"Anti-intellectual" is a hefty allegation, but bear with me as I substantiate it with a few stories from the newsroom and observations about the response of newspaper books sections to some important publishing trends of the past several decades. First, a definition. In a news context, "anti-intellectual" does not necessarily mean an antipathy to ideas, though it can be that too. I use the word "anti-intellectual" to describe a suspicion of ideas not gleaned from reporting and a lack of interest in ideas that are not utterly topical.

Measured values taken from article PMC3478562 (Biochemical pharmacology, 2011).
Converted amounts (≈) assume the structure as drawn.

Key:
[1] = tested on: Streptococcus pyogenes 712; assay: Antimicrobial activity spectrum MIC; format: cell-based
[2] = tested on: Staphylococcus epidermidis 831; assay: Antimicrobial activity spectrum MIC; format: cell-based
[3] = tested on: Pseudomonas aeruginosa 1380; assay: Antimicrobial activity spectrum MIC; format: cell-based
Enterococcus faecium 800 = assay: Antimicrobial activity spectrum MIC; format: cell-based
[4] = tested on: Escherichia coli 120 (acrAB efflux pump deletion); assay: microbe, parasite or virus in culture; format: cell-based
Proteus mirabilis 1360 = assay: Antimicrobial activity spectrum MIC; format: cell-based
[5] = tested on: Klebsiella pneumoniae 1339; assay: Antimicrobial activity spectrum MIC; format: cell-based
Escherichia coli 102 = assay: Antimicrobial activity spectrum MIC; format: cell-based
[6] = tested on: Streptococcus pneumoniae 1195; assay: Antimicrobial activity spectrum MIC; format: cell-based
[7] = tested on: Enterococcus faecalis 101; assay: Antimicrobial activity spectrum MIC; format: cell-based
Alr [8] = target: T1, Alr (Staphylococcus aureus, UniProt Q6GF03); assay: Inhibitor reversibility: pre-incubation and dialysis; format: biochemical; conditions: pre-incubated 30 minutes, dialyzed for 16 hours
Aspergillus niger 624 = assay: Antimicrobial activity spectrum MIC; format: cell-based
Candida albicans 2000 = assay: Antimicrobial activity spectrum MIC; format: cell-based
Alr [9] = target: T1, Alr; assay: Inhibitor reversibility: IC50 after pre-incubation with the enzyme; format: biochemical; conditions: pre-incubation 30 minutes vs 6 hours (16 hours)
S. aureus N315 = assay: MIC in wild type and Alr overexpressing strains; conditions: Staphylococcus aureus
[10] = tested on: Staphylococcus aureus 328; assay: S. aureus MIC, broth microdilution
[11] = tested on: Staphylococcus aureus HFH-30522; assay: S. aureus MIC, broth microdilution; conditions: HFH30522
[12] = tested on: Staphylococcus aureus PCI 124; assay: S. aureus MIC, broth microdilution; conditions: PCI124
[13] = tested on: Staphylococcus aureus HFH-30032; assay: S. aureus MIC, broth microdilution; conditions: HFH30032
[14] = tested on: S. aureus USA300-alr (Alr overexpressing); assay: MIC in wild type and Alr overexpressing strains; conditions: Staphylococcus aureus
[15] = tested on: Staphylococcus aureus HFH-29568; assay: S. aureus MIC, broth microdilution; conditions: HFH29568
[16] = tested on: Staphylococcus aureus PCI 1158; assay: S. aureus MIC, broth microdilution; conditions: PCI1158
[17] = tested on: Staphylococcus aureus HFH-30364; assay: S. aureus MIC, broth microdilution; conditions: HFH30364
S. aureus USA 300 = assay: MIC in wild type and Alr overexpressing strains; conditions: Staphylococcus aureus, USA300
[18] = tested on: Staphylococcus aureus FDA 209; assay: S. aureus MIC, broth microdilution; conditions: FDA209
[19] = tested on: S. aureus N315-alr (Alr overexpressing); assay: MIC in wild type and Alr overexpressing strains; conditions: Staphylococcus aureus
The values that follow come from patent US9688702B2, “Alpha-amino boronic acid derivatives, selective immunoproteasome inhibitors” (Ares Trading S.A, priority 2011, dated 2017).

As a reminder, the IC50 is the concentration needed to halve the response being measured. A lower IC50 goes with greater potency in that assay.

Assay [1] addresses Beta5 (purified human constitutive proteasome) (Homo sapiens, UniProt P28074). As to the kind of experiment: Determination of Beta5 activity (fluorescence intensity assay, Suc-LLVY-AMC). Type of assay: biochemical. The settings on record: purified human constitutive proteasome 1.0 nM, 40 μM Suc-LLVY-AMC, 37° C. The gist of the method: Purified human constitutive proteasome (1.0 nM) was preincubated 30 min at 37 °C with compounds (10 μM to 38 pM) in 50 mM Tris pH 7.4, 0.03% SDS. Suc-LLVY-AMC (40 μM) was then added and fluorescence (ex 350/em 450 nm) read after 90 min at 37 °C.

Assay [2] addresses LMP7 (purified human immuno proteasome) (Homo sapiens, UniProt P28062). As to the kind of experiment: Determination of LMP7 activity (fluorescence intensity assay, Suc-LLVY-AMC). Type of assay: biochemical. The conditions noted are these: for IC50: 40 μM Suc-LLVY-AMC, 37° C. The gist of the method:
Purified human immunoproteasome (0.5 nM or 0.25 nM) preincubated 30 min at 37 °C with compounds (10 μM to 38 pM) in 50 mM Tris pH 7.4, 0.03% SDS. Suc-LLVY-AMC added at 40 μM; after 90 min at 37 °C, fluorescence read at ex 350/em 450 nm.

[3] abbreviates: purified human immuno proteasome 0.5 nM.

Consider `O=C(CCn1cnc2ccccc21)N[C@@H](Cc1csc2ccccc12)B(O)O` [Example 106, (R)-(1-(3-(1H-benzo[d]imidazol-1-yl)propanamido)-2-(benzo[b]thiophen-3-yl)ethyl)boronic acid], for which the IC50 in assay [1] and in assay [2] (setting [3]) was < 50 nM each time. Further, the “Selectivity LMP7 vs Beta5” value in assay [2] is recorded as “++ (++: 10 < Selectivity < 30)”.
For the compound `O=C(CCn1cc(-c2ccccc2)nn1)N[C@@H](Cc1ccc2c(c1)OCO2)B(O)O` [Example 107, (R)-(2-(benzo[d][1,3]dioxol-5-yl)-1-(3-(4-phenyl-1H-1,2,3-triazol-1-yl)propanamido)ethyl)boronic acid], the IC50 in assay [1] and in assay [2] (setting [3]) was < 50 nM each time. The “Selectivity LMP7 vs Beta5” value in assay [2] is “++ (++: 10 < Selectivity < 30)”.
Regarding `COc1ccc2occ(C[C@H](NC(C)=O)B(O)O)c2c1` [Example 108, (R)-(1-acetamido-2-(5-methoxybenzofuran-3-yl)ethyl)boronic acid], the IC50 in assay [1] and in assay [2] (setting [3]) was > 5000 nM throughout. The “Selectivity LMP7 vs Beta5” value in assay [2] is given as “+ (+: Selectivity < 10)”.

In 1999 Steve Wasserman was three years into his tenure as the editor of The Los Angeles Times Book Review, and that July he published a review of Richard Howard's new translation of Stendhal's The Charterhouse of Parma. The reason was simple: Howard is among the best translators of French literature. As Wasserman explained several years ago in a memoir of his days at the Los Angeles Times published in the Columbia Journalism Review, the review of the book, written by Edmund White, was stylish and laudatory. The Monday after the piece ran, the paper's editor summoned Wasserman to his office and admonished him for running an article about "another dead, white, European male." But the paper's readers in Los Angeles thought otherwise. Soon after the review appeared, local sales of the book took off; national sales did too when other publications reviewed the book. The New Yorker ended up printing a "Talk of the Town" item that traced the book's unexpected success to The Los Angeles Times Book Review. In his memoir, Wasserman relates a similar story about Carlin Romano, then the books critic at the Philadelphia Inquirer, who was scolded by an editor for running as the cover story of his section a review of a new translation of Tirant Lo Blanc, a Catalan epic beloved by Cervantes. "Have you gone crazy?" the editor asked. "Perhaps the most remarkable aspect of America's newspapers in the 1990s," Romano reflected, "is their hostility to reading in all forms."